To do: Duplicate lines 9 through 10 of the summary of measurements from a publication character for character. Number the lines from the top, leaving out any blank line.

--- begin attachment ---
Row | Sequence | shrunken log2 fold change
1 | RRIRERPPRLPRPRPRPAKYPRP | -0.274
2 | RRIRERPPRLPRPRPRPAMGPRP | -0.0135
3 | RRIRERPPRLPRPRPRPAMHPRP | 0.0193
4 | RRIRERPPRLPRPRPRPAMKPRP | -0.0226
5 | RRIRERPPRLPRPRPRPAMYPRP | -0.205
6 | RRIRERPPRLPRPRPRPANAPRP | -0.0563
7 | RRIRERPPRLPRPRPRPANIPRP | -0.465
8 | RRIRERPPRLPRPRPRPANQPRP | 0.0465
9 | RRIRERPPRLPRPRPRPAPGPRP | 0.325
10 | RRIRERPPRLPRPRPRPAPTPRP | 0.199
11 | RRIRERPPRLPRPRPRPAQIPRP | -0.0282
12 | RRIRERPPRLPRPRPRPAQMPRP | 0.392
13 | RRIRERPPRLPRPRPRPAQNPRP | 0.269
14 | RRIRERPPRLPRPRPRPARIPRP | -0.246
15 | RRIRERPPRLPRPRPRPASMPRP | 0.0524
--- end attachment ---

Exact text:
8 | RRIRERPPRLPRPRPRPANQPRP | 0.0465
9 | RRIRERPPRLPRPRPRPAPGPRP | 0.325